There is also a risk that some shippers will not comply at all, as the IMO does not have a proper enforcement mechanism in place. However, bigger and more established shipping companies are more likely to comply and may well push for tighter enforcement, as well as development of technologies that identify non-compliant vessels.
Most shippers will probably go for MGO, although this will depend on price differentials. If MGO does dominate, there may be some temporary regional refinery throughput increases to meet demand, according to industry sources. But even if the MGO/LSFO cut is maximised, higher runs mean other products will be produced too – which would lead to oversupply in some areas (as well as having surplus HSFO).
The main alternative is secondary processing, which (including hydrocrackers and hydrotreaters) is expected to rise faster than demand over the next few years and should provide some wiggle room. But it may not be by enough, with a study by Ensys in 2016 estimating that 60-75% additional sulphur plant capacity above currently planned projects would need to be built by 2020 to meet low sulphur demand. And newer generation catalysts or processes, plus more advanced hydrocracker technology, such as slurry hydrocrackers, could also be needed.
However, the refining sector as a whole is also likely to work out ways to utilise the secondary capacity more effectively – the financial incentives to do so will increase as HSFO prices fall relative to MGO and other grades.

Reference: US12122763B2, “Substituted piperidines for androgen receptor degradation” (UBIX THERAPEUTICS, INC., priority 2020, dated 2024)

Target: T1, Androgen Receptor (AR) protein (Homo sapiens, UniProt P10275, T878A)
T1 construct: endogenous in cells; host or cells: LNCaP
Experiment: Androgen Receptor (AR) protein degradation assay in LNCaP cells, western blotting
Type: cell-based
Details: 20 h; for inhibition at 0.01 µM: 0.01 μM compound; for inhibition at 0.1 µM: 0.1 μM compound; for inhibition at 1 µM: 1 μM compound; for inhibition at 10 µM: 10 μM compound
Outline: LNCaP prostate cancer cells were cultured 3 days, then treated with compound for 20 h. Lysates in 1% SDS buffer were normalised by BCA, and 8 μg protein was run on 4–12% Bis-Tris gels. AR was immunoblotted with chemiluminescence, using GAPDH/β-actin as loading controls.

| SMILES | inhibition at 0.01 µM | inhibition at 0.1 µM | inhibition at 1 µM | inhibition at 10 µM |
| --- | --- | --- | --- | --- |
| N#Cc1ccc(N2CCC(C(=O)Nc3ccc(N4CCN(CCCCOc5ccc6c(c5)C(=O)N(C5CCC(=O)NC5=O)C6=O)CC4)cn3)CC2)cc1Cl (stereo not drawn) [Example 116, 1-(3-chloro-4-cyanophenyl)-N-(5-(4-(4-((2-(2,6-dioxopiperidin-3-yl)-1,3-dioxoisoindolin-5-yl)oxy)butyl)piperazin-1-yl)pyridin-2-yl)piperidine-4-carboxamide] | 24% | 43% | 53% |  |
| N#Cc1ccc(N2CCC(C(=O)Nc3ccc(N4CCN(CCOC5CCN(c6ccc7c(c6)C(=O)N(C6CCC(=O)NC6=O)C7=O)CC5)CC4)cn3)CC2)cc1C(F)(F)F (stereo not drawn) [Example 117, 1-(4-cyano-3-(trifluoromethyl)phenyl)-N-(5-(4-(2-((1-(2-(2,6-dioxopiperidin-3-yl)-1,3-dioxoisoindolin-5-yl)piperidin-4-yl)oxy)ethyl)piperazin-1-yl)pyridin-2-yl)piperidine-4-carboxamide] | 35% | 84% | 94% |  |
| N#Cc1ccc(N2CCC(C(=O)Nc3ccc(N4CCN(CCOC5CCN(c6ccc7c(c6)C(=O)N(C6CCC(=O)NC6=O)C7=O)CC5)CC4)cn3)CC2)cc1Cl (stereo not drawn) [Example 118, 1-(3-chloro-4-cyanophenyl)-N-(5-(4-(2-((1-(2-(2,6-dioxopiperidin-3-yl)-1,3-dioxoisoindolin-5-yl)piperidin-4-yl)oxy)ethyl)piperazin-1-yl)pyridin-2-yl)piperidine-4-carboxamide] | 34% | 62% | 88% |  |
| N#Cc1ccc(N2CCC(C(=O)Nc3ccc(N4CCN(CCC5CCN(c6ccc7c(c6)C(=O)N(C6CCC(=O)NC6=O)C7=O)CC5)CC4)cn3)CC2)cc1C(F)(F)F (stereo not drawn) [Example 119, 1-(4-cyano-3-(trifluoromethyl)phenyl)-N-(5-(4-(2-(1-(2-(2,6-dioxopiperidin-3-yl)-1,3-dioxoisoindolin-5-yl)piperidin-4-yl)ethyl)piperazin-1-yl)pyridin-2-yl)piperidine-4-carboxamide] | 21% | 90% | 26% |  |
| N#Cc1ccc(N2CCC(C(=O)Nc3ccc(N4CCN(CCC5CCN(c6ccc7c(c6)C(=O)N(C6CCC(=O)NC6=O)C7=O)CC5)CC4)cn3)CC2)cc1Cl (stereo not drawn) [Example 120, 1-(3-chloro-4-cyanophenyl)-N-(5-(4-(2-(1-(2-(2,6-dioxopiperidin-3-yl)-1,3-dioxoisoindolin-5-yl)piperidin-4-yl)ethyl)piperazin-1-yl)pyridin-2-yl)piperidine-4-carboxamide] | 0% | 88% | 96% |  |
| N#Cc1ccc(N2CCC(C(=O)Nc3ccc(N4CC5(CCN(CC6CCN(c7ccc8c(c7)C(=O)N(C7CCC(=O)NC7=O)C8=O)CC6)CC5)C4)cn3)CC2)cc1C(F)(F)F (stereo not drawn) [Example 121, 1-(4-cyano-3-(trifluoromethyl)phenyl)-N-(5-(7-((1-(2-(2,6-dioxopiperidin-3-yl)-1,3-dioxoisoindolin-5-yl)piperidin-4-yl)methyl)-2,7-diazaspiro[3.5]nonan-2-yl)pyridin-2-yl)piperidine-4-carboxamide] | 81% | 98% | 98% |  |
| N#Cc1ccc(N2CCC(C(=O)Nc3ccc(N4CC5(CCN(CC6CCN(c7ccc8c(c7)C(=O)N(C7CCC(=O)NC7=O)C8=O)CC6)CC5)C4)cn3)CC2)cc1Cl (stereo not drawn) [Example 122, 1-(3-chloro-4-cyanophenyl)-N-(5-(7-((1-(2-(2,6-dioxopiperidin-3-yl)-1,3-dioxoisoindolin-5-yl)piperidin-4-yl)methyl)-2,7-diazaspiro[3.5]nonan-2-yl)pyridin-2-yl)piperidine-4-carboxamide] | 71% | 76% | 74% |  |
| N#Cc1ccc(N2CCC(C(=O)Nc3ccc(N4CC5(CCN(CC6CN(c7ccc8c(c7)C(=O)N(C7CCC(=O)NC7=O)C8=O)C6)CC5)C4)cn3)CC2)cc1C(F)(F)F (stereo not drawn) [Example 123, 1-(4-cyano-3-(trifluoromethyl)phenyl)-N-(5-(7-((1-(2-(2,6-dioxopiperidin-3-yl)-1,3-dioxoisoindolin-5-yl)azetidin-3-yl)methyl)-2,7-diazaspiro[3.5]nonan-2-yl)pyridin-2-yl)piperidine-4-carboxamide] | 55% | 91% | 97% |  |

Rather than just more refining, compliant fuels are likely to involve blending of various products, including distillates, residue, vacuum gas oil, cutter stock, unconverted hydrotreated oil and even some kerosene/naphtha.
The lower the sulphur level the higher the cost of extraction, but refiners – in Europe and North America at least – have already had experience of 0.1% sulphur limits under the ECA restrictions since 2015, when they were reduced from 1%. Direct demand for this ECA 0.1% grade is likely to face considerable competition from blenders aiming for the 0.5% limit.
According to the UK Petroleum Industry Association (UKPIA), a change to 0.5% sulphur marine fuels “would have a massive impact on refinery configuration and operations,” and would require both more fuel oil upgrading to gasoil grades, and more desulphurisation of residual fuel oil (through blending with low sulphur gasoils). It said the other two options would be sweeter crude slates or “residue destruction”.